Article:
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Twin Cities, Divided Opinions

Yesterday we noted the decision by one Twin City TV station to refuse advertising from a group supporting the war in Iraq on the grounds that the ad contained inaccuracies – particularly in claiming the media "only reports the bad news" on the war. Today, Scott Johnson at Powerline demonstrates these ads have become quite the controversy in Minnesota.

Nick Coleman, a columnist for the Minneapolis Star-Tribune, was first out of the gate last week in criticizing the ads by focusing on the sponsor behind the ad:

News reports identified the sponsor as "the conservative Progress for America Voter Fund," but that barely scratches the surface. Progress for America is a campaign front for President Bush, meaning we have reached the point when the money men for a president who no longer faces election keep spending on spin to try to shore up support for a mistaken elective war.
For Coleman, the "Swift Boating of Iraq had begun":
Be warned: Despite the patriotic music, the flags and the burning Twin Towers, these ads aimed at Minnesota's heartstrings are not about supporting the troops. They are just a desperate attempt to salvage support for an unpopular president's reckless war.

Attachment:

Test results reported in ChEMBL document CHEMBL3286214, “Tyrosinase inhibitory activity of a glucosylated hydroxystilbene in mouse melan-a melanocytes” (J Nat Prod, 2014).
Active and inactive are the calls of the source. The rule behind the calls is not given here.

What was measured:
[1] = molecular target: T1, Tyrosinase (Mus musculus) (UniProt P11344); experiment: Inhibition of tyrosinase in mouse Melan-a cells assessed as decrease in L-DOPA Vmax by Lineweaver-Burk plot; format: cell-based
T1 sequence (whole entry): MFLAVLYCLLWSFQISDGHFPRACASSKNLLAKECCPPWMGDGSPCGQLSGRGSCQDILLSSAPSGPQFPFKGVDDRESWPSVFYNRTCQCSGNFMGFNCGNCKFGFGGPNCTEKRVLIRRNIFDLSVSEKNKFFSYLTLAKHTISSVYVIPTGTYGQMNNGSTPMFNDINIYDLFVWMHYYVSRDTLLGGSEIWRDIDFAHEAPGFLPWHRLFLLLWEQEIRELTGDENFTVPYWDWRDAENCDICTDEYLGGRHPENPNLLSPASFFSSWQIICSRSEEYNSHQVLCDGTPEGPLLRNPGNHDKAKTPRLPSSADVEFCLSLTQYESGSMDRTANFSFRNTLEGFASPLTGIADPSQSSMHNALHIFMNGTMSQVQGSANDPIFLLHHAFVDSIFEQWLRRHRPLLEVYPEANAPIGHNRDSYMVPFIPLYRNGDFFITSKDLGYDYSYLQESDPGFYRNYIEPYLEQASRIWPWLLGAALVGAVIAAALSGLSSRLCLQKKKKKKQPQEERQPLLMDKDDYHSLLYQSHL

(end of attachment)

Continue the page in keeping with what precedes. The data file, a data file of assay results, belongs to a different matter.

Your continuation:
Yesterday though, fellow Star-Tribune columnist Katherine Kersten took a closer look at the individuals associated with the group and the ad:
The members of Minnesota Families United, a grass-roots group made up mostly of the relatives of soldiers who have died in Iraq or are serving there, welcome debate on the war. Marine Lt. Col. Bob Stephenson of Woodbury is the group's co-chairman. When he returned from Iraq in March 2005, he was shocked at what he viewed as inaccurate and overly negative media coverage of the war. But Stephenson took it in stride. He says he put his life on the line in Iraq precisely to protect freedom of speech.

So he is baffled by the reaction of the DFL Party and some in the media to a TV ad about the war in which he recently appeared. The DFL has branded the ad "un-American, untruthful and a lie." The DFL isn't bothering to present its version of the facts in an ad of its own. Instead, party chairman Brian Melendez launched a campaign to silence Stephenson and others who appeared in the ad. He demanded that the ad be pulled from the airwaves, so Minnesotans couldn't hear its message and make up their minds themselves.

And Kersten wonders:
Are Stephenson and Carlson un-American? I suggest that the DFL itself deserves that label, for attempting to silence the speech of fellow citizens with whom it disagrees. If Republicans employed the same tactic, the media would be howling. But the silence here has been deafening.

I guess free speech doesn't apply to un-American folks such as Bob Stephenson, and his supporters in Minnesota Families United.

So, what are we to think of these ads? Well, you can read both columns and watch the ads here. Then let us know – if you were a station manager, would you run these ads?